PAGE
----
RECORDING YOUR IDEAS

“Life is too important to be taken seriously.”

OSCAR WILDE

Recording all your ideas is vitally important. Otherwise, the many Chris Concepts you create will wither away. Recording bad ideas keeps them around so you can use them in the future. And record- ing your ideas is essential for your brilliant thinking. The way that history repeats itself demonstrates that the same good ideas will pop up independently in many places. The creator most likely to devel- op the idea into a solution—and to reap the rewards—is the person who records his idea.

Install an app on your phone that allows you to record ideas as soon as you have them. Don’t evaluate your ideas as you create them; just list them. Later, evaluate each idea. Add reasons the idea will work and reasons it won’t. Writing down your ideas and reviewing them later will help stimulate more thinking. Record all linkages to other ideas and thoughts too. Einstein Thinking builds your personal reservoir of ideas, relations, and analogies, the raw material of more ideas.

New thinking doesn’t spring from nothing. Considering a new concept, even if it isn’t a solution, creates ideas that can be used in the future. Use your list of ideas as a problem-solving tool kit, a collection of Chris Concepts to inspire other ideas and solutions.

MORE IS BETTER

“Results! Why, man, I have gotten a lot of results! I know several thousand things that won’t work.” THOMAS EDISON

When solving problems, create as many new ideas as possible. The more ideas you have, the more good ideas you will create. Biologists find it is easier to breed useful mutations from polypides—organisms with multiple sets of genes. There is simply more material to work with. A strong element of luck always exists when you are creating new solutions. It is easier to find a useful inspiration when you have multiple ideas with which to work. Create as many new concepts relating to your problem as you can. Every idea can be used some- how. You can even profitably use ideas that remain unworkable because Chris Concepts have another important use.

Your ideas provide invaluable clues about the nature of your rules for solving your problem. Breaking the rules for your problem is key to Einstein Thinking. You must identify those rules if you are going to break them. Chris Concepts are ideal for identifying your rules. We will discuss more about this in the “Breaking Rules” chapter when we will use your new ideas to find some rules to break. So record everything, especially the bad ideas.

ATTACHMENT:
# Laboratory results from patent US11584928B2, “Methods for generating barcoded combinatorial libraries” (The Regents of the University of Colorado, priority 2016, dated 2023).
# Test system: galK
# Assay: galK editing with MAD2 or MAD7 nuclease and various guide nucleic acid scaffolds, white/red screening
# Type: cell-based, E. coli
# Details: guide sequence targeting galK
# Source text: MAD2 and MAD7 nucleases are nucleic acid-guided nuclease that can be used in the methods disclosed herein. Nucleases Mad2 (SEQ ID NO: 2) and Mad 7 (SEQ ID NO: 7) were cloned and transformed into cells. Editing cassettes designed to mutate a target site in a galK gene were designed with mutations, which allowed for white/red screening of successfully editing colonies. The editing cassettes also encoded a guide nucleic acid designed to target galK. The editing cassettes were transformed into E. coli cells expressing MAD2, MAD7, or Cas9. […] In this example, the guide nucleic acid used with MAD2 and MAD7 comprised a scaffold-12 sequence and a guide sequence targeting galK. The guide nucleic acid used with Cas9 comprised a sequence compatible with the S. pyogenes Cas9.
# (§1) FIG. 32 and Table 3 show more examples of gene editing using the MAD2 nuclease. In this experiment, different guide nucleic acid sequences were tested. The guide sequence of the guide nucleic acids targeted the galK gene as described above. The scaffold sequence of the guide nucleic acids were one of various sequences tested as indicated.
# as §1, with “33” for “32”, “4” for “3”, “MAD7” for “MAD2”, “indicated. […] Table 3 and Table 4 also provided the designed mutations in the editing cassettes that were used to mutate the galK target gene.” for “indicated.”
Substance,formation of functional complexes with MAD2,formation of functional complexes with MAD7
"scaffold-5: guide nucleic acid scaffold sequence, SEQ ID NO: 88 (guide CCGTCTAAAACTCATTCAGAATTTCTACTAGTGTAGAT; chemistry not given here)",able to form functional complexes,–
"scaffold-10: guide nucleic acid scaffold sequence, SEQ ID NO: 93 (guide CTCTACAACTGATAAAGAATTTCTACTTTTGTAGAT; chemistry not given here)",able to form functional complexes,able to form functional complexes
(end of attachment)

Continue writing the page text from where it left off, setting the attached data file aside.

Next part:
IDEAS ARE GOOD (PERIOD)

“The best way to have a good idea is to have a lot of ideas.” —LINUS PAULING

Even if bad ideas were never recycled, they would still be worth generating. Somewhere among all those unused concepts is a solu- tion that, when developed, will make all the errors worthwhile. Good solutions cover the cost of thousands of Chris Concepts, with plenty to spare. And good solutions usually only come after many Chris Concepts.

Solutions have extraordinary value. The cumulative benefit just from electric lights or takeout dining is enormous. Some of the value of these innovations is returned to their creators. The rest is shared with us all. A problem solver rarely receives most of the value from a solution that has wide application, but throughout history individuals have amassed great fortunes through their innovations. Profitable solutions aren’t limited just to invention. New styles of leadership, business processes, and ways of cutting costs have created tremendous value for their creators and society at large.

Don’t limit your generation of ideas because you can’t use most of them. Even if you don’t use your Chris Concepts for an inter- mediate solution, as a catalyst, or even in rule breaking, generate as many ideas as you can. One of them will be brilliant, making them all worth it.

As you start the next chapter on pattern breaking, and when- ever you use Einstein Thinking, remember that ideas are good. Crazy ideas, stupid ideas, ideas that can’t possibly work can all move you closer to a solution to that problem. Don’t let an off-the-wall Chris Concept slip away. Write it down. Learn from it. Build on it. Modify it. All your ideas are raw material for your coming solution.

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